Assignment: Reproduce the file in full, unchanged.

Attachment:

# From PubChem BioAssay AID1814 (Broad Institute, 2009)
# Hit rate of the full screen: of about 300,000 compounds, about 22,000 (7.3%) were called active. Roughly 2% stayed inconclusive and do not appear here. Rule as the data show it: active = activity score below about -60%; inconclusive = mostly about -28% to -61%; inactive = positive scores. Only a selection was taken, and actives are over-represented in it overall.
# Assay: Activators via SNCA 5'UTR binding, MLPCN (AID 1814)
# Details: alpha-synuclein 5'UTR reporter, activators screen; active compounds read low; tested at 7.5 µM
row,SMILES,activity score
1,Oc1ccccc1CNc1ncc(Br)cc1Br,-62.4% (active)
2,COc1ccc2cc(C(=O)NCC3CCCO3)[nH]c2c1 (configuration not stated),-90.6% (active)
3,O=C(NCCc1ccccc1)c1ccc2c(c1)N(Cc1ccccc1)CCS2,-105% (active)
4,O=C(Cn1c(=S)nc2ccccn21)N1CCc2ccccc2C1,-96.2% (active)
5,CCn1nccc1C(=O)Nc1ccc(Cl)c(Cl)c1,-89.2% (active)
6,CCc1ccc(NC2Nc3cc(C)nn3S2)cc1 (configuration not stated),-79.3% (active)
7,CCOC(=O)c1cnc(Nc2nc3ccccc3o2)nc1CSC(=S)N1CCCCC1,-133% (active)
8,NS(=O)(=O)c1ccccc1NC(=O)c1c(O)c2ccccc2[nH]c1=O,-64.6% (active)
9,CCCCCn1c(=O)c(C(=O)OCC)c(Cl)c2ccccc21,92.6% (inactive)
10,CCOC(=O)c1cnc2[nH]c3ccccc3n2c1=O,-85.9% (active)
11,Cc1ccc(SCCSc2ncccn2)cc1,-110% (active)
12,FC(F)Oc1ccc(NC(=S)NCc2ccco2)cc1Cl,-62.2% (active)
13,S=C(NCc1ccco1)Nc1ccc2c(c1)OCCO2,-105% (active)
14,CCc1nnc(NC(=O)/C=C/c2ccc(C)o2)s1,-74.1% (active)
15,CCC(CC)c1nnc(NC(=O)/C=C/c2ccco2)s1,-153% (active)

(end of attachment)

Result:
# From PubChem BioAssay AID1814 (Broad Institute, 2009)
# Hit rate of the full screen: of about 300,000 compounds, about 22,000 (7.3%) were called active. Roughly 2% stayed inconclusive and do not appear here. Rule as the data show it: active = activity score below about -60%; inconclusive = mostly about -28% to -61%; inactive = positive scores. Only a selection was taken, and actives are over-represented in it overall.
# Assay: Activators via SNCA 5'UTR binding, MLPCN (AID 1814)
# Details: alpha-synuclein 5'UTR reporter, activators screen; active compounds read low; tested at 7.5 µM
row,SMILES,activity score
1,Oc1ccccc1CNc1ncc(Br)cc1Br,-62.4% (active)
2,COc1ccc2cc(C(=O)NCC3CCCO3)[nH]c2c1 (configuration not stated),-90.6% (active)
3,O=C(NCCc1ccccc1)c1ccc2c(c1)N(Cc1ccccc1)CCS2,-105% (active)
4,O=C(Cn1c(=S)nc2ccccn21)N1CCc2ccccc2C1,-96.2% (active)
5,CCn1nccc1C(=O)Nc1ccc(Cl)c(Cl)c1,-89.2% (active)
6,CCc1ccc(NC2Nc3cc(C)nn3S2)cc1 (configuration not stated),-79.3% (active)
7,CCOC(=O)c1cnc(Nc2nc3ccccc3o2)nc1CSC(=S)N1CCCCC1,-133% (active)
8,NS(=O)(=O)c1ccccc1NC(=O)c1c(O)c2ccccc2[nH]c1=O,-64.6% (active)
9,CCCCCn1c(=O)c(C(=O)OCC)c(Cl)c2ccccc21,92.6% (inactive)
10,CCOC(=O)c1cnc2[nH]c3ccccc3n2c1=O,-85.9% (active)
11,Cc1ccc(SCCSc2ncccn2)cc1,-110% (active)
12,FC(F)Oc1ccc(NC(=S)NCc2ccco2)cc1Cl,-62.2% (active)
13,S=C(NCc1ccco1)Nc1ccc2c(c1)OCCO2,-105% (active)
14,CCc1nnc(NC(=O)/C=C/c2ccc(C)o2)s1,-74.1% (active)
15,CCC(CC)c1nnc(NC(=O)/C=C/c2ccco2)s1,-153% (active)